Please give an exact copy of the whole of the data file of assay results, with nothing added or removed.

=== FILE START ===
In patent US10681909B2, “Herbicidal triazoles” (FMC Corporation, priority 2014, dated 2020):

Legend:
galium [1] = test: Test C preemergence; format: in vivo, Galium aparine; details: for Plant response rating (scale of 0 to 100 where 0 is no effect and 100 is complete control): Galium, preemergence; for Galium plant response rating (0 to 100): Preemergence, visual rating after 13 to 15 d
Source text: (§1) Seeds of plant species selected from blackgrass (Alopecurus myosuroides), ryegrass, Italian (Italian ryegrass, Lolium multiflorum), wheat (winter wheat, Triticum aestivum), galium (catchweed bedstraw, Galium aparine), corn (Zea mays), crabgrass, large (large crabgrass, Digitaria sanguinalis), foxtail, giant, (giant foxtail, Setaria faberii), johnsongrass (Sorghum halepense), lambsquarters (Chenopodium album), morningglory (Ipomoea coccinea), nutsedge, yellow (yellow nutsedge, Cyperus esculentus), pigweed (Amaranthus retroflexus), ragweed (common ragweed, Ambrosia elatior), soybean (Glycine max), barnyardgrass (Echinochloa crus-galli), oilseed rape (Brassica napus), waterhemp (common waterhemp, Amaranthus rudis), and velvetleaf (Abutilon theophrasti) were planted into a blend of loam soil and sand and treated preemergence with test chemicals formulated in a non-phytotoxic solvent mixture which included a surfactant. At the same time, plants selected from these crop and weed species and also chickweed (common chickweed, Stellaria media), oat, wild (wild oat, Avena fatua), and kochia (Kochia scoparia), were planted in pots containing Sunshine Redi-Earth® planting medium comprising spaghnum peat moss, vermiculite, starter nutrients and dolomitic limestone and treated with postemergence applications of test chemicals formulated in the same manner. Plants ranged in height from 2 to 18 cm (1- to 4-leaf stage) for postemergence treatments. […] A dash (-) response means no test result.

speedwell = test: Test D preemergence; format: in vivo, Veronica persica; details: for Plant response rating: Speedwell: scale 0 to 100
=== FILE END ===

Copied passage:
In patent US10681909B2, “Herbicidal triazoles” (FMC Corporation, priority 2014, dated 2020):

Legend:
galium [1] = test: Test C preemergence; format: in vivo, Galium aparine; details: for Plant response rating (scale of 0 to 100 where 0 is no effect and 100 is complete control): Galium, preemergence; for Galium plant response rating (0 to 100): Preemergence, visual rating after 13 to 15 d
Source text: (§1) Seeds of plant species selected from blackgrass (Alopecurus myosuroides), ryegrass, Italian (Italian ryegrass, Lolium multiflorum), wheat (winter wheat, Triticum aestivum), galium (catchweed bedstraw, Galium aparine), corn (Zea mays), crabgrass, large (large crabgrass, Digitaria sanguinalis), foxtail, giant, (giant foxtail, Setaria faberii), johnsongrass (Sorghum halepense), lambsquarters (Chenopodium album), morningglory (Ipomoea coccinea), nutsedge, yellow (yellow nutsedge, Cyperus esculentus), pigweed (Amaranthus retroflexus), ragweed (common ragweed, Ambrosia elatior), soybean (Glycine max), barnyardgrass (Echinochloa crus-galli), oilseed rape (Brassica napus), waterhemp (common waterhemp, Amaranthus rudis), and velvetleaf (Abutilon theophrasti) were planted into a blend of loam soil and sand and treated preemergence with test chemicals formulated in a non-phytotoxic solvent mixture which included a surfactant. At the same time, plants selected from these crop and weed species and also chickweed (common chickweed, Stellaria media), oat, wild (wild oat, Avena fatua), and kochia (Kochia scoparia), were planted in pots containing Sunshine Redi-Earth® planting medium comprising spaghnum peat moss, vermiculite, starter nutrients and dolomitic limestone and treated with postemergence applications of test chemicals formulated in the same manner. Plants ranged in height from 2 to 18 cm (1- to 4-leaf stage) for postemergence treatments. […] A dash (-) response means no test result.

speedwell = test: Test D preemergence; format: in vivo, Veronica persica; details: for Plant response rating: Speedwell: scale 0 to 100